Thursday, October 07, 2010

Public Executions on the Rise in North Korea

North Korea has increased public executions, apparently in a bid to tighten controls amid the designation of North Korean leader's son Kim Jong-un as his father's heir. According to data released on Tuesday by Grand National Party lawmaker Yoon Sang-hyun, the regime publicly executed at least 22 people in the first half of this year.

According to the data, the regime executed 10 people, including two women, on charges of robbery, rape and prostitution, all together in Pyongyang in December 2009. It also publicly executed the platoon leader of the border garrison on charges of narcotics smuggling and human trafficking the same month.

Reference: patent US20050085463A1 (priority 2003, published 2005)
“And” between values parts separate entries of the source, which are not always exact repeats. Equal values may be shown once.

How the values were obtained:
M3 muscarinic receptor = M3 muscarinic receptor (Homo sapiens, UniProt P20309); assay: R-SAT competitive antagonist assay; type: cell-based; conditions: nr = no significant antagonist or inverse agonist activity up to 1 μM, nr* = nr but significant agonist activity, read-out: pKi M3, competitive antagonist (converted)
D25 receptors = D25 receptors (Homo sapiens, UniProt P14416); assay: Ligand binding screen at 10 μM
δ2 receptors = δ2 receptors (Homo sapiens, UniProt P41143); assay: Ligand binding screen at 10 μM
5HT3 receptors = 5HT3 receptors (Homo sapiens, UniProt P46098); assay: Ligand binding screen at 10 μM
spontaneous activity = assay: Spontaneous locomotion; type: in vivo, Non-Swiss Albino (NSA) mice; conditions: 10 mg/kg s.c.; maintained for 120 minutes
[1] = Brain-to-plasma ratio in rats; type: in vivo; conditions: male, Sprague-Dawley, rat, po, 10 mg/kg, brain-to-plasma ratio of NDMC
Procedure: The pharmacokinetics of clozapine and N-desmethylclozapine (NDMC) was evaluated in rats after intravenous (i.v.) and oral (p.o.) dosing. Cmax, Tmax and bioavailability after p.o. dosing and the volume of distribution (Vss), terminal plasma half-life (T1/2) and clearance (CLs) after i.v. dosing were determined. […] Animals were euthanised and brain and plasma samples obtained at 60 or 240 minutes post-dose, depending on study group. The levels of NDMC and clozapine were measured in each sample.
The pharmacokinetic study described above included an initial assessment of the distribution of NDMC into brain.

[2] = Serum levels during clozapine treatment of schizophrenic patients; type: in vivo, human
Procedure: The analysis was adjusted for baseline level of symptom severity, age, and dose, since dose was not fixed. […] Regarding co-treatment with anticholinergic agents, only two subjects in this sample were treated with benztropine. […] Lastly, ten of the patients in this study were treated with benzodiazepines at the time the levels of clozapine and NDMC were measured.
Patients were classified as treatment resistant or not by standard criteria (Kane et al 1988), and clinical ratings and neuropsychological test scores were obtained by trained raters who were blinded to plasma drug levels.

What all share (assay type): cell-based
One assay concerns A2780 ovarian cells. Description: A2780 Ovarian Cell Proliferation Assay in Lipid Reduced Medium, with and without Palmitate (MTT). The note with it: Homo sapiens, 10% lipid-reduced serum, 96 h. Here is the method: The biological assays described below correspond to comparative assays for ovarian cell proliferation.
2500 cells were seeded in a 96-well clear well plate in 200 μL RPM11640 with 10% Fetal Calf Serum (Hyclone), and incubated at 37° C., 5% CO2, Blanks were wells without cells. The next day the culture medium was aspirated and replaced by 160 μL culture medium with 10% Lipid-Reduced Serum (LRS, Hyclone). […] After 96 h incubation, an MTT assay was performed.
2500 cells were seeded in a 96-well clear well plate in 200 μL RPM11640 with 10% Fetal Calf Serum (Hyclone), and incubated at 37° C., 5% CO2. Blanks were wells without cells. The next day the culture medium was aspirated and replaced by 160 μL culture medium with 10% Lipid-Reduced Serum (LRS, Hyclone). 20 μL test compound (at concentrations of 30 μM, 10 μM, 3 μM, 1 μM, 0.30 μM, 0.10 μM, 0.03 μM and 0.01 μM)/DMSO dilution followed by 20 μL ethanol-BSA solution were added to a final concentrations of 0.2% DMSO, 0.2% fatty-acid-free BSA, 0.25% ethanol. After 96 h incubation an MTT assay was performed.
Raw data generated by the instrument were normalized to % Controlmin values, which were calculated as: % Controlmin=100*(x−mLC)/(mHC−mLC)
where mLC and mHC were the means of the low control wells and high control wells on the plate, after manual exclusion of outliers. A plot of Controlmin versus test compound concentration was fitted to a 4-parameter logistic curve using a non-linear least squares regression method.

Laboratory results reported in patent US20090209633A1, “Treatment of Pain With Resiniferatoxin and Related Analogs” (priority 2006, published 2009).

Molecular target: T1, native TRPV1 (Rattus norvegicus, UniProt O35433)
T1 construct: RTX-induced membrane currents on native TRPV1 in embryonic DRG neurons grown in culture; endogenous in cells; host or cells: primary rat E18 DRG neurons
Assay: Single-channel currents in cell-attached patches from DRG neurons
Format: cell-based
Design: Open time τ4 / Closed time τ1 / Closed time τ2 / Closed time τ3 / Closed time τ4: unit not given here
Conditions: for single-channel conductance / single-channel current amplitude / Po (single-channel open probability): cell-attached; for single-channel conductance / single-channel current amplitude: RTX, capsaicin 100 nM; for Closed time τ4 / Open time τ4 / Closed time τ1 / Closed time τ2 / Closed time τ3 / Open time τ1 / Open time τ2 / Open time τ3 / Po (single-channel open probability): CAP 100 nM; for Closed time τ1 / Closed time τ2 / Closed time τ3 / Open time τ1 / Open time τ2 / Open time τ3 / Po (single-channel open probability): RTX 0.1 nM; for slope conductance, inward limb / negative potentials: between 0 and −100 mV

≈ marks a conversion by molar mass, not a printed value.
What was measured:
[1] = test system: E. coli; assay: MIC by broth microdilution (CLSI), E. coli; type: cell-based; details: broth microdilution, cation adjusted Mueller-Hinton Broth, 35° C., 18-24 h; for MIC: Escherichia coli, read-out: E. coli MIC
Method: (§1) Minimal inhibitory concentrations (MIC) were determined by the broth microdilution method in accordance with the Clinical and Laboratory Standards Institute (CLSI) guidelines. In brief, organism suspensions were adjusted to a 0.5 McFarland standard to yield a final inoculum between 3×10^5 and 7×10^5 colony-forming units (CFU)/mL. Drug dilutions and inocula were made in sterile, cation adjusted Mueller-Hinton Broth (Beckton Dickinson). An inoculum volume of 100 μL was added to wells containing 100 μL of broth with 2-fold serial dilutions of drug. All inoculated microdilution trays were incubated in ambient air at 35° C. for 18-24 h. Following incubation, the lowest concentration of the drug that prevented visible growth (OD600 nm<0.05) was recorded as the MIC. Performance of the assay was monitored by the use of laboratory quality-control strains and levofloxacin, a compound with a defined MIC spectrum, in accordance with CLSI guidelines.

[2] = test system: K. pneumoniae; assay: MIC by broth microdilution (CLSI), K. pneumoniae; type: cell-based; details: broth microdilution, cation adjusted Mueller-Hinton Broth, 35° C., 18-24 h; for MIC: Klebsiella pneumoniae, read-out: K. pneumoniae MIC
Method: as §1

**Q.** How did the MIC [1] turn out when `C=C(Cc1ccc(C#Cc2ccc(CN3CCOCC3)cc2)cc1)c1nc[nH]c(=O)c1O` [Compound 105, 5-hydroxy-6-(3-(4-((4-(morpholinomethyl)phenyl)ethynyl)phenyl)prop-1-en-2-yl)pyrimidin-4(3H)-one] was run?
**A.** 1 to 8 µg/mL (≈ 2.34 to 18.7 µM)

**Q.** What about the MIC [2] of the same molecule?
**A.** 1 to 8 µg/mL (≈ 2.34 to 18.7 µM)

A noncom officer of the border garrison was executed in January for having aided and abetted the defection of a family and two Chinese Koreans for having leaked confidential information in February.

The figures are far larger than those in previous reports published by Amnesty International, where it said the North publicly executed at least 23 people between 1970 and 1992 and "at least seven" in 2009.

[Chosun Ilbo]

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